Monday, 29 June 2009

Skool Rulz

Are you out there?

I want to get this space talking! If you work with young people or have an interest in this, get in touch, A bit about me: I have two jobs at the moment, one working with L.G.B.T.Q young people and the other supporting kids in a mainstream school. Working in a school (as I have done lots in the past) I know the script. Schools prepare young people to be future citizens, thats their role, they gear towards the mainstream. There is a tremendous push for conformity.

Good: respect for authority/obedience to those with more power than you, don't focus on what you enjoy, focus on what will make you 'successful', i.e: owning a large house, marriage, kids, a car, several holidays a year and always wanting bigger, better, more. Does this make you happy? or always hungry, paranoid and insecure? I don't know, i've always follwed my own path and although it doesn't feature any of the above, it makes me happy. Bad: To challenge authority, to follow your own path, to be your own judge/boss, to go for what makes you happy even though you may veer from the 'right path'. What is the risk of this for the future of the workforce? For the future of the economy, for the future of the family?

Goths, moshers, Girls who like girls, Boys who like boys, gender blenders, tomboys, sissy's, rebelious kids, What if they don't grow out of it? One by one, these kids learn the message that these factors dont equate to success in society, one must grow up and grow into the future workforce. Young people are shaped and spun by the education sytem, disipline and praise the tools of the master, until they leave schools as 'young women' and 'young men', all ready for the next stop on the conveyor belt.......

But what of the great people in history, did they obey authority even when they knew that authority was wrong? What if Rosa Parks had kept quite when she was denied a seat on the bus that day due to the colour of her skin, what if Harvey Milk had accepted the view that he did not deserve to live due to his homosexuality, what if the suffragetes had accepted that they were inferior due to their sex, ...... What if these people (and so many others) had followed the rules and not acted? Where would we be now?

What do schools really teach us?

''Don't follow anyone who is not going anywhere'' (anywhere that you want to be)

Ms Fitz is everywhere!

Sunday, 28 June 2009

When a soap with teen appeal has a gay storyline, what is the fall out for the queer kids in school?

Being a (privately) queer youth worker in a predominatly Muslim school, Im am aware that there are Queer young people in school who are forced so far into the closet that I doubt they themselves are even aware of their (homo)sexuality (or transgender). The only way to survive school when queer is to keep your head down and try your hardest to 'pass' until that amazing day when you can walk out those doors forever. I know this is a common experience of many Queer young people in various types of schools, but in faith schools this is magnified. Given this, with Eastenders choosing to feature a gay muslim character despite complaints from the muslim community, is this a good thing? is it a bad thing? Is it good as it gives visibility to gay Muslim people and refuses to play along with the fallacy that there are no gay muslims? Does it encourage people to assess their own stereotypes and promote equality? Does it encourage poeple to search their faith for themselves, rather than have it scewed upon interpretation by others? Or is it all together too dangerous a topic to explore? With queer muslim people facing the threat of torture and mass family/social rejection upon discoverery of their homosexuality? And with homosexuality being a huge taboo in schools and particulary faith schools, what is the impact for Queer young people in the schools? When young people talk about the storylines and share their shock and opinions (almost always homophobic as schools perpetuate homophobia and very rarely confront it)who is there to support the queer kids who are propelled into this new visibility? I suspect that they are forced to join in the kicking of the characters to save their own skins, and at what cost? Internalising homophobia and self-hatred in the process, isololation can and often does lead to self-violence, mental health problems and frequently, suicide. The question is how can soaps sensitely tackle gay storylines, exploding oppressive stereotypes and putting gay lives out there, without putting the lives of queer kids in school at risk in the process?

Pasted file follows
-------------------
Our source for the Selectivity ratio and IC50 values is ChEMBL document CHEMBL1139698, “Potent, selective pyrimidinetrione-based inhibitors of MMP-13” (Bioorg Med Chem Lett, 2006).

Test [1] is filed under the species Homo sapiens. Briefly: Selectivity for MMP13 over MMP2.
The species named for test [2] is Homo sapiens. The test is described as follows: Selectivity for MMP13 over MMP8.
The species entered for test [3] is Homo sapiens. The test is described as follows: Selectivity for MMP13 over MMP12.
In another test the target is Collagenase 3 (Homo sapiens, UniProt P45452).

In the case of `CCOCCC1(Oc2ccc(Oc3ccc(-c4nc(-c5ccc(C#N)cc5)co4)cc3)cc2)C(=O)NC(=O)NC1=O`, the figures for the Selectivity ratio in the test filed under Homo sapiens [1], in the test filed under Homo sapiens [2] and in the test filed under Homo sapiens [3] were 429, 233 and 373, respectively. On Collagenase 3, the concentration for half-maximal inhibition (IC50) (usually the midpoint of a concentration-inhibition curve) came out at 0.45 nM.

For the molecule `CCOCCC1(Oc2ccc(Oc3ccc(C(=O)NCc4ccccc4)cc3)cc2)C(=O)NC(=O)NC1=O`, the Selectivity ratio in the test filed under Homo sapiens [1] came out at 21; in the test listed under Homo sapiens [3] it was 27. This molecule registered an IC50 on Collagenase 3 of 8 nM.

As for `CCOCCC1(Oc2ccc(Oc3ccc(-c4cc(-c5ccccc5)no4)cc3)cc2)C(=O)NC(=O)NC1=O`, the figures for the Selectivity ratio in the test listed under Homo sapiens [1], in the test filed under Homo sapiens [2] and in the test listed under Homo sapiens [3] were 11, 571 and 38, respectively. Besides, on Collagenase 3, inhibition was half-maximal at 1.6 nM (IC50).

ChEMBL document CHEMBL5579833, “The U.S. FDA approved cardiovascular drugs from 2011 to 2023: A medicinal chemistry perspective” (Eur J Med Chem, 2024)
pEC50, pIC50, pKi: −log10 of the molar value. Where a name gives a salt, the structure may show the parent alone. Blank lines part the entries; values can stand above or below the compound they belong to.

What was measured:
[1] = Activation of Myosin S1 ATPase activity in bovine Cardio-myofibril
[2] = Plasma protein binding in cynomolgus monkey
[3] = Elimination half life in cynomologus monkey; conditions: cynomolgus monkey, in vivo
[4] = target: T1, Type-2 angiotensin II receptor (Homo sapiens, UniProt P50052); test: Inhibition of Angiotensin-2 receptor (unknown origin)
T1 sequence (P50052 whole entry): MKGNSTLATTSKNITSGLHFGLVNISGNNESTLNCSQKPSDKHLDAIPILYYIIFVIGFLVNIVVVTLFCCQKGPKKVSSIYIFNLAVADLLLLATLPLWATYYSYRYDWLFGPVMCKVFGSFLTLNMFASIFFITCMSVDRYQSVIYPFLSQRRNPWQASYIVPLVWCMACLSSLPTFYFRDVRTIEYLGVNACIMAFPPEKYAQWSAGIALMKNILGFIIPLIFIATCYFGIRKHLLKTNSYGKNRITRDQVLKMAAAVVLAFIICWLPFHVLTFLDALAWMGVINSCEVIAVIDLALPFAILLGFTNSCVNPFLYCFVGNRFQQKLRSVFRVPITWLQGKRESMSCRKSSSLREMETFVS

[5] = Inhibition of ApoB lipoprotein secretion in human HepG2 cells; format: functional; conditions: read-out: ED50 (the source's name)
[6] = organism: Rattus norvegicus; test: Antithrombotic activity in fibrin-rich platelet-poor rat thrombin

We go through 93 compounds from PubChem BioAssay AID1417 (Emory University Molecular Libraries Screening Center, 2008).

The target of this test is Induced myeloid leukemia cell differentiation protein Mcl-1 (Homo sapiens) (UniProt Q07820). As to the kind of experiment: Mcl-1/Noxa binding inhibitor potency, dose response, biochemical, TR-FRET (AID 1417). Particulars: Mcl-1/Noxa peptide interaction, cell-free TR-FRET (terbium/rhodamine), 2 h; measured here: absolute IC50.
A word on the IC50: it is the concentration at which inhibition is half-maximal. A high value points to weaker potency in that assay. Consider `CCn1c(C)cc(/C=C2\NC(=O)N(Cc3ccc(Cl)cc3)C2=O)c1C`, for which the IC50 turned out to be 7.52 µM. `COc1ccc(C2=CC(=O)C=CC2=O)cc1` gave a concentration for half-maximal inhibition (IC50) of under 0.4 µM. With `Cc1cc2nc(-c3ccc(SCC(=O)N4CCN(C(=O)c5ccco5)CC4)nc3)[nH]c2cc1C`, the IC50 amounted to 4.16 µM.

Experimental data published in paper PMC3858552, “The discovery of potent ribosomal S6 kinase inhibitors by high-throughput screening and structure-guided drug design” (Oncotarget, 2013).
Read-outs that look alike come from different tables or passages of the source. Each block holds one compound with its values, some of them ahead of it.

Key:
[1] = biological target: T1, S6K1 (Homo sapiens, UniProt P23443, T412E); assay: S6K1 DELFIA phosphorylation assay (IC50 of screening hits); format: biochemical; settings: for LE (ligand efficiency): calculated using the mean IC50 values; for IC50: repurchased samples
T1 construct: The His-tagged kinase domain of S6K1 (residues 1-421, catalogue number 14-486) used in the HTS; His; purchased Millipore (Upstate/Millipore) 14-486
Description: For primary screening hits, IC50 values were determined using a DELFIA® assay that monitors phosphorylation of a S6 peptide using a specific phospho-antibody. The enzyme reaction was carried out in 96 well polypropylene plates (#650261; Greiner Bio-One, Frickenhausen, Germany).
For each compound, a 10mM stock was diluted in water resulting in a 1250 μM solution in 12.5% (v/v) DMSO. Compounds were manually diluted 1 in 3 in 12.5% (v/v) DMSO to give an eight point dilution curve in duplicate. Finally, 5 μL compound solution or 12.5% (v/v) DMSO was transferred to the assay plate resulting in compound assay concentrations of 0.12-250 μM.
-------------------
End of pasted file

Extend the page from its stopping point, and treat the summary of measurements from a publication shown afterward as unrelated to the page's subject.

Sunday, 14 June 2009

Are there any other Queer and/or Feminist Youth workers out there??? if so, get in touch :)
So what will it be?


Hello and welcome to Ms Fitz's place, come in and have a cuppa....